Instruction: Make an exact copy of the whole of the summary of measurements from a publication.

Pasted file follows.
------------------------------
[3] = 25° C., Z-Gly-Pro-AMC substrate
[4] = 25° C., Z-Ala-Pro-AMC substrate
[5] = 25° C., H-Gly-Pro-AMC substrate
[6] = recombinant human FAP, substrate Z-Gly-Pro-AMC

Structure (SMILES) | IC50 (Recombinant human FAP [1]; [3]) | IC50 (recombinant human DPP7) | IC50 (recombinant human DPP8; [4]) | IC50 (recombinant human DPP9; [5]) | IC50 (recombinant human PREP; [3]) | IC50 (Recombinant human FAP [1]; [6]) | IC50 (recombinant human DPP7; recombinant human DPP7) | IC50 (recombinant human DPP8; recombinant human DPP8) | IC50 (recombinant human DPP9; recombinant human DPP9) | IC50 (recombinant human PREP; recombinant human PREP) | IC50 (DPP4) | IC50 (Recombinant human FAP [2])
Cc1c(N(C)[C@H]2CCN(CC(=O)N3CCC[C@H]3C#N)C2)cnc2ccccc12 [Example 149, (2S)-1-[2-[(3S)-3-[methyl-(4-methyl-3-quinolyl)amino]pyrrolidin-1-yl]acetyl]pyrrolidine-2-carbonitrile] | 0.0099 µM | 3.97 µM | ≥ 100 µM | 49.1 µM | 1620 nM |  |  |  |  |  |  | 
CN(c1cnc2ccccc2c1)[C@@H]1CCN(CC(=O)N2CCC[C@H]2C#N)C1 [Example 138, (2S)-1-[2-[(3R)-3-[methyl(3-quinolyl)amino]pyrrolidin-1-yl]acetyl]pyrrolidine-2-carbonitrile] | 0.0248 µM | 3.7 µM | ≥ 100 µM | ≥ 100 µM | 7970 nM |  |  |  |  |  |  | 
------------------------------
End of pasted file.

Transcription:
[3] = 25° C., Z-Gly-Pro-AMC substrate
[4] = 25° C., Z-Ala-Pro-AMC substrate
[5] = 25° C., H-Gly-Pro-AMC substrate
[6] = recombinant human FAP, substrate Z-Gly-Pro-AMC

Structure (SMILES) | IC50 (Recombinant human FAP [1]; [3]) | IC50 (recombinant human DPP7) | IC50 (recombinant human DPP8; [4]) | IC50 (recombinant human DPP9; [5]) | IC50 (recombinant human PREP; [3]) | IC50 (Recombinant human FAP [1]; [6]) | IC50 (recombinant human DPP7; recombinant human DPP7) | IC50 (recombinant human DPP8; recombinant human DPP8) | IC50 (recombinant human DPP9; recombinant human DPP9) | IC50 (recombinant human PREP; recombinant human PREP) | IC50 (DPP4) | IC50 (Recombinant human FAP [2])
Cc1c(N(C)[C@H]2CCN(CC(=O)N3CCC[C@H]3C#N)C2)cnc2ccccc12 [Example 149, (2S)-1-[2-[(3S)-3-[methyl-(4-methyl-3-quinolyl)amino]pyrrolidin-1-yl]acetyl]pyrrolidine-2-carbonitrile] | 0.0099 µM | 3.97 µM | ≥ 100 µM | 49.1 µM | 1620 nM |  |  |  |  |  |  | 
CN(c1cnc2ccccc2c1)[C@@H]1CCN(CC(=O)N2CCC[C@H]2C#N)C1 [Example 138, (2S)-1-[2-[(3R)-3-[methyl(3-quinolyl)amino]pyrrolidin-1-yl]acetyl]pyrrolidine-2-carbonitrile] | 0.0248 µM | 3.7 µM | ≥ 100 µM | ≥ 100 µM | 7970 nM |  |  |  |  |  |  | 